Working from home is becoming a trend worldwide due to the COVID-19 (coronavirus) outbreak. Some people have done it for a long time, but others are brand new to the concept. I’ve worked for employers that encouraged employees to work from home to maintain a work-life balance. I’ve also worked for employers who didn’t know what “work from home” meant. I wouldn’t call myself an expert at working from home, but I’m definitely well-practiced in the artform and manage to keep home separate from the work. With that said, I have pulled together a list of apps, products, and tips that can be helpful as you navigate the work-from-home landscape.
Top Five: Tips
- Get dressed. It can be really easy to get dressed from the waist up since video conferences don’t show the entire scene, but I advise anyone working from home to get ready for work as if you were going to an office. Getting dressed can make you hold yourself up straighter and can really improve your mood for being productive. I have attempted to work while in pajamas. All I really want to do when I do that is go back to bed. I don’t recommend it for long-term work-at-home success.
- Keep a schedule. If you are new to working at home, I recommend getting up at the same time during your work week and keeping the same type of schedule you would keep in an office setting. For example, my usual schedule in my office setting is 7:30 a.m. – 4:00 p.m. Monday through Friday. So, that is the same schedule I intend to keep at home. Working at home does lend itself to having more flexibility, but I’ve found that I’m much more productive if I at least keep the same working schedule day-to-day. It’s also easier for you to define your workday to family members that might also be at home.
- Take breaks. Make sure to take regular breaks during the day. I’ve found that sometimes I fall into a bubble where I’m trying to make sure I don’t stray away from the working time too much so I don’t take any time away from work during the day. This doesn’t really lend itself to a productive or happy person. I would make sure to schedule a lunchtime even if it isn’t the same time every day. Make sure to take a look at your schedule for the day and block out some time for a lunch break. I would also recommend getting up and walking away from your computer screen once an hour. Use the Apple Watch Stand Ring and reminders to help with this.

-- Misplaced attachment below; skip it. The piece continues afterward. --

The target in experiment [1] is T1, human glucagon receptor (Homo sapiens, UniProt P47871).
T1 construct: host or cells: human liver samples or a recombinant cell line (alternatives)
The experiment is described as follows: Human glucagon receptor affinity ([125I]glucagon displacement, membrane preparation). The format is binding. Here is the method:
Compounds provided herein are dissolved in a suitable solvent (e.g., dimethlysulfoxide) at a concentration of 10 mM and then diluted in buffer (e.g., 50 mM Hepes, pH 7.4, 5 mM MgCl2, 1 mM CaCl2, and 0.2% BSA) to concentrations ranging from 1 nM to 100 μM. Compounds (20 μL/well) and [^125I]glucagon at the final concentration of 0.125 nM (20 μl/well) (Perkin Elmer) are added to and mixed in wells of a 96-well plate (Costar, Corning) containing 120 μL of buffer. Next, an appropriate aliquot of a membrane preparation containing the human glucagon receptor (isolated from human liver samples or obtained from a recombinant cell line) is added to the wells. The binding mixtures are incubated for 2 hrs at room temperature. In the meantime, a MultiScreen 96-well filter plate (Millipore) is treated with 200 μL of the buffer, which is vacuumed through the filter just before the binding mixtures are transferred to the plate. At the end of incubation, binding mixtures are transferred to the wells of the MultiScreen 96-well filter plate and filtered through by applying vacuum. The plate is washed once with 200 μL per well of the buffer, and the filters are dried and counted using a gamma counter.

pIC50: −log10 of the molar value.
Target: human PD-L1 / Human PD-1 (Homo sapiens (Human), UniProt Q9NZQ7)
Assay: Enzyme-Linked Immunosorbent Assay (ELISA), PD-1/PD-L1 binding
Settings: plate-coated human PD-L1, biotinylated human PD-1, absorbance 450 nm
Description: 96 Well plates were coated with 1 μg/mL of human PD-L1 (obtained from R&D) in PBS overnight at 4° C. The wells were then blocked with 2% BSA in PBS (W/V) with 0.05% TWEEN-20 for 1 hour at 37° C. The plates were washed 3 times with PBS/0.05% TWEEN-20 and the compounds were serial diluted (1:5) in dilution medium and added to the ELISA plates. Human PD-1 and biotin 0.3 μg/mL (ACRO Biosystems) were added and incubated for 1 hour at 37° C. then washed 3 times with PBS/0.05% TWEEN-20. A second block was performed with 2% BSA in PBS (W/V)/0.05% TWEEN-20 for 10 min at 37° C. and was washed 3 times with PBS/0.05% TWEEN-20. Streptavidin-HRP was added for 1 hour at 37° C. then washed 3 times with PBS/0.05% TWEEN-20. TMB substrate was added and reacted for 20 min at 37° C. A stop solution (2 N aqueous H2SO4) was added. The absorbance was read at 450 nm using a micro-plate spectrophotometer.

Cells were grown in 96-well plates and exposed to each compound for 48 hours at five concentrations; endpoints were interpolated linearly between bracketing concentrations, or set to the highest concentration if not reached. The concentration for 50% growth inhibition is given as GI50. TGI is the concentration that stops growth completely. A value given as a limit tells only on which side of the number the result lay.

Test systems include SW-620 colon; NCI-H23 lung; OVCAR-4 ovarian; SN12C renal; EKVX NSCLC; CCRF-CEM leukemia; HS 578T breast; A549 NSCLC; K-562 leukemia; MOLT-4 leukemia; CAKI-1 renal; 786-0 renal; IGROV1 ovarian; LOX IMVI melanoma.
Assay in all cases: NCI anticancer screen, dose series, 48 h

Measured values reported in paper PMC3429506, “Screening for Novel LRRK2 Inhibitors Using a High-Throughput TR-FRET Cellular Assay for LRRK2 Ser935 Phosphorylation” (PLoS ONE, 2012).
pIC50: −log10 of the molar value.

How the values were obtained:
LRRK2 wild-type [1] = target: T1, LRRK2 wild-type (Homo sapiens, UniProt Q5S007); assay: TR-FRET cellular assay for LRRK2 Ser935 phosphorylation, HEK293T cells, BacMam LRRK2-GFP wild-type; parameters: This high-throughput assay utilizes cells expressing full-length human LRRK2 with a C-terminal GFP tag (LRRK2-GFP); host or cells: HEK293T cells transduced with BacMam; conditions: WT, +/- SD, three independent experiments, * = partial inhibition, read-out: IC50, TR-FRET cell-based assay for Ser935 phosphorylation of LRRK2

- Create a to-do list for the day. When your day begins, take 20-30 minutes to map out your day. This will help you to stay on task. There are lots of distractions when you work from home (the dog needing to go out, someone putting dishes away in the background, etc.) so when you get distracted and aren’t sure what to do next, you can refer back to your to-do list. There are apps that can help with this (some are listed below), but I actually usually revert to pen and paper so that I have the satisfying motion of marking tasks of that list with a different color ink or highlighter.
- Set up a workstation. This is another activity that can help loved ones who share your home know when you are on work time. If you are in that workspace, you are working. Period. If you don’t have a full office space to call your own, then trying to claim a space like the dining room to use. I don’t recommend grabbing your laptop and plopping down on the sofa. For one thing, the living room sofa has too many distractions built into it with its comfy pillows and close proximity to the television and for another thing, you can’t really leave your space set up easily. Find a space where you can be set up, be private, and be comfortable.
Top Five: Apps
- Slack is a proprietary instant messaging system. The app is designed for teams and it’s a single place for messaging, tools, and file sharing. It’s a very easy to use collaboration tool. It’s free to use for small teams and premium pricing is available for larger ones. Slack gives you the option to create ‘channels’ for projects, topics, or groups. For the free version, you get 10,000 searchable messages, up to 10 apps, 1:1 voice & video calls, file sharing, and personalized notifications. If you are just starting out and want to connect with team members, this is a great option because it’s so easy to pick-up.